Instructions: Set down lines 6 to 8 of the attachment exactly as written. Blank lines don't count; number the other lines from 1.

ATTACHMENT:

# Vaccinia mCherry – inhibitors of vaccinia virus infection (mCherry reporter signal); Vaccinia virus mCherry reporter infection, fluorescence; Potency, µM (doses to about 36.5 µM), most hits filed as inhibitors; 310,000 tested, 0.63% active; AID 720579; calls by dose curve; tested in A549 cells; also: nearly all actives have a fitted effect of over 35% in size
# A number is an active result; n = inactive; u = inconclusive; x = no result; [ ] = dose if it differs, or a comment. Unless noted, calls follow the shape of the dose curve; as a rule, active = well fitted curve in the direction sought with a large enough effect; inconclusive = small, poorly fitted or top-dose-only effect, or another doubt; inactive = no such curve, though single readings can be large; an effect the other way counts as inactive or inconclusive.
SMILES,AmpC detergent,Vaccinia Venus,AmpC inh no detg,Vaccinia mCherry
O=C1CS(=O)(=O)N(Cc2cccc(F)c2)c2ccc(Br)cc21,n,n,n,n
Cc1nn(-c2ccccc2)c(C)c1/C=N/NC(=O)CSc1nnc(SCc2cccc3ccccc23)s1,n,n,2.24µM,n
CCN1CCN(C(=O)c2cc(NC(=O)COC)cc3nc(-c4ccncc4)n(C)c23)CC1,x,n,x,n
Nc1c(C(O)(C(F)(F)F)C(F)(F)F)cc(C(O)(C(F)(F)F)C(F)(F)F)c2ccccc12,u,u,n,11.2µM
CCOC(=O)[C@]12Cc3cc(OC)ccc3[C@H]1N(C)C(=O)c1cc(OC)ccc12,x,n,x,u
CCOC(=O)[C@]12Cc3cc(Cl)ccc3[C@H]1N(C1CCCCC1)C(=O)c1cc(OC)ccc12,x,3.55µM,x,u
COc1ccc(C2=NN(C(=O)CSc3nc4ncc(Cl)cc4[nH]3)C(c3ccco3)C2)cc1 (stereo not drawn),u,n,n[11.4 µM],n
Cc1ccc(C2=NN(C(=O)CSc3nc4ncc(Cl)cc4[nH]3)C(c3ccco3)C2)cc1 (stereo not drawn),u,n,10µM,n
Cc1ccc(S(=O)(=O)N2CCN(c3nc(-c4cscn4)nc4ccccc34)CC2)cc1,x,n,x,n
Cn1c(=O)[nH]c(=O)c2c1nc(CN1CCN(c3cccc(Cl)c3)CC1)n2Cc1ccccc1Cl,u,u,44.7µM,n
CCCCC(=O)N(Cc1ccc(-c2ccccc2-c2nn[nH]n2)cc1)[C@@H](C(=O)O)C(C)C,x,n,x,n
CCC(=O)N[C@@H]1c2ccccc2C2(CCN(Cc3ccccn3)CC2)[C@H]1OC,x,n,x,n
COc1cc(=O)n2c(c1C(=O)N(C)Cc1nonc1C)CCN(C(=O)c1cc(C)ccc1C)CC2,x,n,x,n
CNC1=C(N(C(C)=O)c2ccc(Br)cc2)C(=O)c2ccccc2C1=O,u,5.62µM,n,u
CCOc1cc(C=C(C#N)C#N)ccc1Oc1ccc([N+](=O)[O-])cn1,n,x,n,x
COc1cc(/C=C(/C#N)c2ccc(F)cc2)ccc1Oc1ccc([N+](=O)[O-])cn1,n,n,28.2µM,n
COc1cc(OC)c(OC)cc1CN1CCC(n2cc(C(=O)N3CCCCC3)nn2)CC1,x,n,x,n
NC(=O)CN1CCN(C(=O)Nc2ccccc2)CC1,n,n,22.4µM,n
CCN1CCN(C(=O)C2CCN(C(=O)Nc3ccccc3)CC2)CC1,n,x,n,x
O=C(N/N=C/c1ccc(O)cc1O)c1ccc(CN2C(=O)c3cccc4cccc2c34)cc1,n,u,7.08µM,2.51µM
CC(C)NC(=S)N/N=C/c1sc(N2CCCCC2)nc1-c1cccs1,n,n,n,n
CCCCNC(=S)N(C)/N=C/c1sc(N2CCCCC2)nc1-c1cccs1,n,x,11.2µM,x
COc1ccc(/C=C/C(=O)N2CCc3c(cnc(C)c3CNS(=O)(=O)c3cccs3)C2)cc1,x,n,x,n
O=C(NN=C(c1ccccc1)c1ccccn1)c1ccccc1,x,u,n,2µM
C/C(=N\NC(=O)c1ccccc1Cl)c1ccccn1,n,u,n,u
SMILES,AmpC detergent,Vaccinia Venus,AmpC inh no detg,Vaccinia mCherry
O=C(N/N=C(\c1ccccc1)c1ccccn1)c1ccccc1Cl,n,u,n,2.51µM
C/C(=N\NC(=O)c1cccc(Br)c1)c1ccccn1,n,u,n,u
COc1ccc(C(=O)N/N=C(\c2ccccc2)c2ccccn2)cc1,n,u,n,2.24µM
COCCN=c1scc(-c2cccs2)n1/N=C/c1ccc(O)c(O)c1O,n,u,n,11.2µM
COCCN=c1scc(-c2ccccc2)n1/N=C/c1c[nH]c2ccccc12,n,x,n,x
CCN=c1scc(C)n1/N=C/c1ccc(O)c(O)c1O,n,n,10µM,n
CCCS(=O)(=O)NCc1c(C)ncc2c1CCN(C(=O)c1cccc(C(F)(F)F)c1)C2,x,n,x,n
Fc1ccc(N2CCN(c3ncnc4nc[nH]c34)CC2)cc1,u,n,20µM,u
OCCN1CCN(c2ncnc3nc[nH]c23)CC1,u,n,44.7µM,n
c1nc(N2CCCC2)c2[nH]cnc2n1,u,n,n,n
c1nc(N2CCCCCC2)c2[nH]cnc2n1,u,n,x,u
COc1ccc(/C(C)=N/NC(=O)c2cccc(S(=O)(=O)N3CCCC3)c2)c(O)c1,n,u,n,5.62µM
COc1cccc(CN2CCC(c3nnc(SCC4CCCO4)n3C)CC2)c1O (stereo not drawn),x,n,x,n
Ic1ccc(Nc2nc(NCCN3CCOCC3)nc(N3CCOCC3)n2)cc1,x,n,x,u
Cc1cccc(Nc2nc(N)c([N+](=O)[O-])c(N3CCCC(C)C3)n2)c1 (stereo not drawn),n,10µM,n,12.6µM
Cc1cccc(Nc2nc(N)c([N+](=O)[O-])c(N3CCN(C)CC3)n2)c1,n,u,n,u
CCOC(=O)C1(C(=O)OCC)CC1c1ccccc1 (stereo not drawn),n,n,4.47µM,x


CCN1CCN(C(=O)c2cc(NC(=O)COC)cc3nc(-c4ccncc4)n(C)c23)CC1,x,n,x,n
Nc1c(C(O)(C(F)(F)F)C(F)(F)F)cc(C(O)(C(F)(F)F)C(F)(F)F)c2ccccc12,u,u,n,11.2µM
CCOC(=O)[C@]12Cc3cc(OC)ccc3[C@H]1N(C)C(=O)c1cc(OC)ccc12,x,n,x,u